Jaipur and Udaipur are famous for the setting of gems in gold by the age-old Indian technique of Kundan. Some of the most exquisite pieces of Mughal and Rajput jewellery - it’s impossible to tell the motifs of one from the other as the styles have merged completely - like the turban ornament set with emeralds and diamonds have been executed in this style.

The Rajasthani enamel artisan, the maker of meenakari jewellery, is also a notch more accomplished than the meenakar (enameller) of any other state. Sample the breathtakingly magnificent turban ornaments from the Jaipur treasury, enamelled in colours typical of the Jaipur palette: red, white, green, blue and yellow.


¤ Paintings

Rajasthan has an ancient tradition of art which began with the dwellers’ desire to escape the harsh landscape of the desert by painting the walls of their homes. Starting from the floral and geometric patterns in the humblest mud house, through the paintings on the havelis of Shekhawati, to the elaborate frescoes in Amber Palace, Jaipur, wall art has been honed to perfection by the colour-loving craftsmen and women of Rajasthan.

A more portable form of art for all you tourists are the phads, pichvais and miniature paintings that, once again, in true Rajput and Mughal tradition, abound in colour and detail. A phad depicts the adventures and travails of some local or epic hero while the pichvai (literally, ‘something at the back’) unfolds scenes from the life of the Hindu deity Lord Krishna and is used as a backdrop for his idol at the Nathdwara Temple, near Udaipur. The elegant miniatures portray palace and court scenes from the Mughal period and chronicle the hunting expeditions of its larger-than-life emperors. Legends centring around Lord Krishna and his consort Radha also find expression in the miniatures.


¤ Pottery

Pottery
Potters pottering about on their wheel and fashioning all kinds of pitchers and earthenware are a common sight in India. While pottery for daily use (like gharas and surahis) is made all over Rajasthan, certain areas specializing in a particular type. Jaipur is known for its regal blue-glazed pottery introduced in India by early Muslim rulers. The blue glaze was initially used to liven up the visual appeal of mosques, tombs and palaces - you’ll spot the extensive use of these tiles in the old city of Jaipur.

Another hotspot is the village of Molela, 40km north of Udaipur, which excels in terracotta pottery, sculpted plaques and icons of Rajput heroes and Hindu deities. Black pottery, better sourced in South India, makes its mark up north in the district of Dausa, west of Jaipur. Nowhere as ornamental as its southern counterpart, this one is known for its minimalist and sleek forms.


¤ Ivory Carving

Rajasthan has its main ivory carving centres at Udaipur, Bharatpur and Jaipur from where master ivory carvers were once favoured by the royal courts. While Jaipur was famous for its carved ivory, Jodhpur specialized in ivory bangles. The bangles were worn to cover the whole arm and they decreased in size from just below the shoulder to the wrist. The Bikaner Palace is more well known and prominent for its artistic ivory inlaid doors than the palace itself. Carved ivory artefacts can be purchased in and around Jaipur but the export of ivory in any form from India is strictly prohibited.


¤ Puppets

Kathputlis or wooden puppets are a common and popular form of entertainment in the villages of Rajasthan. The puppeteer is the storyteller who unwinds a folk tale or an episode from the Hindu epics - the Ramayana or the Mahabharata – along with the deft interplay of various puppets, each signifying a character in the tale. Unfortunately, puppet theatre in India is under serious threat from television and cinema, and it may soon be curtains for this animated style of amusement. You may not find too many puppeteers these days, but what you will find is that these well-crafted marionettes are up for sale and look quite sensational in urban homes.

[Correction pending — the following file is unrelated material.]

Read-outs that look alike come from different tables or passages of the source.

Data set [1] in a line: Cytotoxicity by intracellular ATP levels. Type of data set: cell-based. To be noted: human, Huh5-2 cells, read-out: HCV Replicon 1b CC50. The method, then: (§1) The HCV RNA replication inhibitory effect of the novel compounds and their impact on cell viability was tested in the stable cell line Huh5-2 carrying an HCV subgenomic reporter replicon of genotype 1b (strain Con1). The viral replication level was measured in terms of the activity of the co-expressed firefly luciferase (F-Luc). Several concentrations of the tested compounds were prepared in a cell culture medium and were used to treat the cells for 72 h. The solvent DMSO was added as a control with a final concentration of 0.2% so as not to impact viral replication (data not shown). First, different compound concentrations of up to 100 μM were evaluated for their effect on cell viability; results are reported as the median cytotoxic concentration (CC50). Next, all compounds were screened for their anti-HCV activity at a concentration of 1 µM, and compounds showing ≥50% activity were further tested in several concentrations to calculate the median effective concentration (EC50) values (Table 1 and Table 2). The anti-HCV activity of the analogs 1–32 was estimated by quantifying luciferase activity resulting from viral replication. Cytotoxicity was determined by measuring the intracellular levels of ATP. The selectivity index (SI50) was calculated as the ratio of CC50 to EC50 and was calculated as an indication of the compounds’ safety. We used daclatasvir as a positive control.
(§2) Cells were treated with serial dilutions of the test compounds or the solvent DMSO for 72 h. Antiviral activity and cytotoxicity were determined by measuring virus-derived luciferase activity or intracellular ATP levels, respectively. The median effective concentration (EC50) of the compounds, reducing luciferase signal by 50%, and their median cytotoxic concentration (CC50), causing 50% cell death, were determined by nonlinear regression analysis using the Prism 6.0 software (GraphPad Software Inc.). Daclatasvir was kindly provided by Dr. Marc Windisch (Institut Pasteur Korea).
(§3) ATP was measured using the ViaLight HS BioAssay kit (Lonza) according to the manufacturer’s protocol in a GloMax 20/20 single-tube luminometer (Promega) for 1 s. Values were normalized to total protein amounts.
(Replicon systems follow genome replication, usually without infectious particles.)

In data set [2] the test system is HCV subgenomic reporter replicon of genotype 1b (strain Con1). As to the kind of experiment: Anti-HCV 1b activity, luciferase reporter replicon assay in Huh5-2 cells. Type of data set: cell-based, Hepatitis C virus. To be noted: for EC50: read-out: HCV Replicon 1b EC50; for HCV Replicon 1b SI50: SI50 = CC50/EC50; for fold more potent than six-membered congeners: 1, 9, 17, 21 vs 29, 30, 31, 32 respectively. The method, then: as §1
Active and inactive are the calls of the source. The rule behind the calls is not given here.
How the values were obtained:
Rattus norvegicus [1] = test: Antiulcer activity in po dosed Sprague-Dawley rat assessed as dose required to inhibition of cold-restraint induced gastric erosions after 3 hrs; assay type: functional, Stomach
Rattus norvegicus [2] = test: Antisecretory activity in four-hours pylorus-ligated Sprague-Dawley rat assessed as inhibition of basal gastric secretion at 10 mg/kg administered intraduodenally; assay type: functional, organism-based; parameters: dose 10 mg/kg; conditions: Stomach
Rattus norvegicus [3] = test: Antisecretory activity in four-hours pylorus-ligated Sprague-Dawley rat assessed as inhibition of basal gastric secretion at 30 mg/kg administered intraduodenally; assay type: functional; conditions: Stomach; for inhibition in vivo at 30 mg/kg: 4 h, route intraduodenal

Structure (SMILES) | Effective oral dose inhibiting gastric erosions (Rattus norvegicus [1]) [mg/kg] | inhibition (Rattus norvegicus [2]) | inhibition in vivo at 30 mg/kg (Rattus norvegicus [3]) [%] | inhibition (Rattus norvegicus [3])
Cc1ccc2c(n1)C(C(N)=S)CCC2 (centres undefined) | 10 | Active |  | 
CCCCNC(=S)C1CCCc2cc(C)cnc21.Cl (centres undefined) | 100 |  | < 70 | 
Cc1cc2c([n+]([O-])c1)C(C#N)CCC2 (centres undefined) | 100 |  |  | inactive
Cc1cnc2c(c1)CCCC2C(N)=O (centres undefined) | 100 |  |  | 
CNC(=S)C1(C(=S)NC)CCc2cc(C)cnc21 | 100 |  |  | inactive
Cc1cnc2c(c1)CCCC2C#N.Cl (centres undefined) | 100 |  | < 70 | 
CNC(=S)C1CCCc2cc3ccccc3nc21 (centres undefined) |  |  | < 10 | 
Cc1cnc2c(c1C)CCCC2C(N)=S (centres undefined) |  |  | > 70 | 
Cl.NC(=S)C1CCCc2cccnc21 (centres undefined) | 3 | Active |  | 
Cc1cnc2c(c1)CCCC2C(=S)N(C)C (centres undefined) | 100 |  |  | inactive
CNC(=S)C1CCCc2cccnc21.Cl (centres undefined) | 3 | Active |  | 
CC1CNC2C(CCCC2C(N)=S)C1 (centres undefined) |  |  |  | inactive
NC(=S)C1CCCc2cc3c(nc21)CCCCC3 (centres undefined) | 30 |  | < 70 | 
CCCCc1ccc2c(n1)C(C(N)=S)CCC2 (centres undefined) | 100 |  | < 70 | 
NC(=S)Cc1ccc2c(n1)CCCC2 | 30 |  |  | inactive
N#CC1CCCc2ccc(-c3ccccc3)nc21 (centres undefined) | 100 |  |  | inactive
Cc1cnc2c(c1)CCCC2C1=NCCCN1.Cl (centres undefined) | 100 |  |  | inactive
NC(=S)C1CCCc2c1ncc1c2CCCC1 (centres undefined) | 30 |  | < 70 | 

¤ Leatherware

Rajasthan has a long history in leather craft and industry and leather shoes known as jootis or mojdis are made in Jaipur and Jodhpur. Embroidery known as kashida is done on the jootis: in Jaipur it is first done on velvet which is then made to cover the shoes while in Jodhpur it is applied directly to the leather. This embroidery is mainly done by the women, who also does a bit of fancy stitching or appliqué work to give a designer look to the shoes that have neither a left or a right foot.

Leather is also used for bookbinding and Alwar is well reputed for this craft that flourished in the 19th century under Maharaja Banni Singh. Bikaner is again famous for its kopis or camel-hide water bottles.


¤ Textiles

Textiles
The people of Rajasthan make up with the brilliancy of colour in their clothes what the desert lacks. The palette runs from a striking red, through flaming pink, electric blue, acid green to sunshine yellow. Rajasthan’s best known dyeing technique is the bandhani or tie and dye and is widely practiced in Sikar, Jaipur, Bikaner, Jodhpur, Ajmer, and Udaipur. Cotton or silk cloth is tied into sections to exclude the dye to achieve a two-colour effect. For a more intricate design, different sections are tied at every stage of dyeing and a variety of colours are used. When this method is used to achieve a striped or ripple effect, it is termed laheriya.

Another technique, especially fascinating for foreigners, is the printing of cloth with carved wooden blocks. Jaipur, Ajmer, Udaipur, Chittaurgarh, Jodhpur and Bikaner, are the strongholds of this craft. A later-day development is the method of embossed printing with gold and silver called Khari.


¤ Woodcarving

Woodcarving is traditionally considered an adjunct of architecture in India, as can be seen from the elaborately carved doors and windows of Rajasthan’s fairytale palaces and the fantastic havelis of Jaisalmer. Now, due to lack of architectural commissions, master-carvers have turned to making furniture, dowry chests, wooden panels and jewellery boxes. Barmer and Jodhpur produce the finest wooden carved chairs with woven-rope seats and exquisite jali or latticework on the backrest.
An equally charming technique called tarkashi involves the laying of fine brass or copper wire into carefully chiselled grooves. The patterns, once again an amalgam of Rajput and Mughal styles, are floral, leaf and creeper.